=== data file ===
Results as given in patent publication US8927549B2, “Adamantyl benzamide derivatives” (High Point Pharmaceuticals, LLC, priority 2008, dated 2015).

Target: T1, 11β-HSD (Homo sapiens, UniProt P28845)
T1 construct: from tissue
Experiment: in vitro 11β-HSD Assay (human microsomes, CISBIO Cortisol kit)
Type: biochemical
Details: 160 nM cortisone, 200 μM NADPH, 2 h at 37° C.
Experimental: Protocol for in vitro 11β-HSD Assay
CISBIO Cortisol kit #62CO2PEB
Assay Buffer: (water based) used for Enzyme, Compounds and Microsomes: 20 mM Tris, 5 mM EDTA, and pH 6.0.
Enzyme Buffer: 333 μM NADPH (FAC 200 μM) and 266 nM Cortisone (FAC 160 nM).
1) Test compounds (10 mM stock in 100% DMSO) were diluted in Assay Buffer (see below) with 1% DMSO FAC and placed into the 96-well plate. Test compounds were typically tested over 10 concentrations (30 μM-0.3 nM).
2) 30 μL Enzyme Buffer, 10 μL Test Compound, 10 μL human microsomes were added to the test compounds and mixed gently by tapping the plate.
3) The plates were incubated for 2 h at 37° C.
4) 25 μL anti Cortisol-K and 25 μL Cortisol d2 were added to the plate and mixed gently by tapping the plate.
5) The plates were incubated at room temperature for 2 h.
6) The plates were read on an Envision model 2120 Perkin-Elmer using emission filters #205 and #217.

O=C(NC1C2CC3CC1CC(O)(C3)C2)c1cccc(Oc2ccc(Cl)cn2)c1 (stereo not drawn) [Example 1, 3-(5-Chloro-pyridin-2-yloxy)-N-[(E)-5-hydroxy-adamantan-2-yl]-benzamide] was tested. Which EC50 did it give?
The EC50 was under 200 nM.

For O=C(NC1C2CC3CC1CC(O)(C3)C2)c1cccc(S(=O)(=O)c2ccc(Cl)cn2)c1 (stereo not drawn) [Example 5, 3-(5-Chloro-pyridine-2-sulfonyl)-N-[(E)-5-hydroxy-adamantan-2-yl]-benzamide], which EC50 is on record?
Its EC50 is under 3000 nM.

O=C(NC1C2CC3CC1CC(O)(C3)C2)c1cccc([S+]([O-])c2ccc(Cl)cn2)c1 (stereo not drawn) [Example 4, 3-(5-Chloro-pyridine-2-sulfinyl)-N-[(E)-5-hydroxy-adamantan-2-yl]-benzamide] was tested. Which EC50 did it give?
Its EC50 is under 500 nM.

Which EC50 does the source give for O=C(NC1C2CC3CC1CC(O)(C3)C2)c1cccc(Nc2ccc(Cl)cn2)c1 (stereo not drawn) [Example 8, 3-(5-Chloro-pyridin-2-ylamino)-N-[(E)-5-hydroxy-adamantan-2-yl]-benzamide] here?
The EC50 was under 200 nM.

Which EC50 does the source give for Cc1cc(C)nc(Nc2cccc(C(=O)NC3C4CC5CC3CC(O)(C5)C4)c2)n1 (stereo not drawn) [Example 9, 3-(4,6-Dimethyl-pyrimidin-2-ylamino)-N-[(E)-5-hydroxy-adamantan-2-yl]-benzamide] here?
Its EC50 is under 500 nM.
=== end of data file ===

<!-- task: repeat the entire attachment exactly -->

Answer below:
Results as given in patent publication US8927549B2, “Adamantyl benzamide derivatives” (High Point Pharmaceuticals, LLC, priority 2008, dated 2015).

Target: T1, 11β-HSD (Homo sapiens, UniProt P28845)
T1 construct: from tissue
Experiment: in vitro 11β-HSD Assay (human microsomes, CISBIO Cortisol kit)
Type: biochemical
Details: 160 nM cortisone, 200 μM NADPH, 2 h at 37° C.
Experimental: Protocol for in vitro 11β-HSD Assay
CISBIO Cortisol kit #62CO2PEB
Assay Buffer: (water based) used for Enzyme, Compounds and Microsomes: 20 mM Tris, 5 mM EDTA, and pH 6.0.
Enzyme Buffer: 333 μM NADPH (FAC 200 μM) and 266 nM Cortisone (FAC 160 nM).
1) Test compounds (10 mM stock in 100% DMSO) were diluted in Assay Buffer (see below) with 1% DMSO FAC and placed into the 96-well plate. Test compounds were typically tested over 10 concentrations (30 μM-0.3 nM).
2) 30 μL Enzyme Buffer, 10 μL Test Compound, 10 μL human microsomes were added to the test compounds and mixed gently by tapping the plate.
3) The plates were incubated for 2 h at 37° C.
4) 25 μL anti Cortisol-K and 25 μL Cortisol d2 were added to the plate and mixed gently by tapping the plate.
5) The plates were incubated at room temperature for 2 h.
6) The plates were read on an Envision model 2120 Perkin-Elmer using emission filters #205 and #217.

O=C(NC1C2CC3CC1CC(O)(C3)C2)c1cccc(Oc2ccc(Cl)cn2)c1 (stereo not drawn) [Example 1, 3-(5-Chloro-pyridin-2-yloxy)-N-[(E)-5-hydroxy-adamantan-2-yl]-benzamide] was tested. Which EC50 did it give?
The EC50 was under 200 nM.

For O=C(NC1C2CC3CC1CC(O)(C3)C2)c1cccc(S(=O)(=O)c2ccc(Cl)cn2)c1 (stereo not drawn) [Example 5, 3-(5-Chloro-pyridine-2-sulfonyl)-N-[(E)-5-hydroxy-adamantan-2-yl]-benzamide], which EC50 is on record?
Its EC50 is under 3000 nM.

O=C(NC1C2CC3CC1CC(O)(C3)C2)c1cccc([S+]([O-])c2ccc(Cl)cn2)c1 (stereo not drawn) [Example 4, 3-(5-Chloro-pyridine-2-sulfinyl)-N-[(E)-5-hydroxy-adamantan-2-yl]-benzamide] was tested. Which EC50 did it give?
Its EC50 is under 500 nM.

Which EC50 does the source give for O=C(NC1C2CC3CC1CC(O)(C3)C2)c1cccc(Nc2ccc(Cl)cn2)c1 (stereo not drawn) [Example 8, 3-(5-Chloro-pyridin-2-ylamino)-N-[(E)-5-hydroxy-adamantan-2-yl]-benzamide] here?
The EC50 was under 200 nM.

Which EC50 does the source give for Cc1cc(C)nc(Nc2cccc(C(=O)NC3C4CC5CC3CC(O)(C5)C4)c2)n1 (stereo not drawn) [Example 9, 3-(4,6-Dimethyl-pyrimidin-2-ylamino)-N-[(E)-5-hydroxy-adamantan-2-yl]-benzamide] here?
Its EC50 is under 500 nM.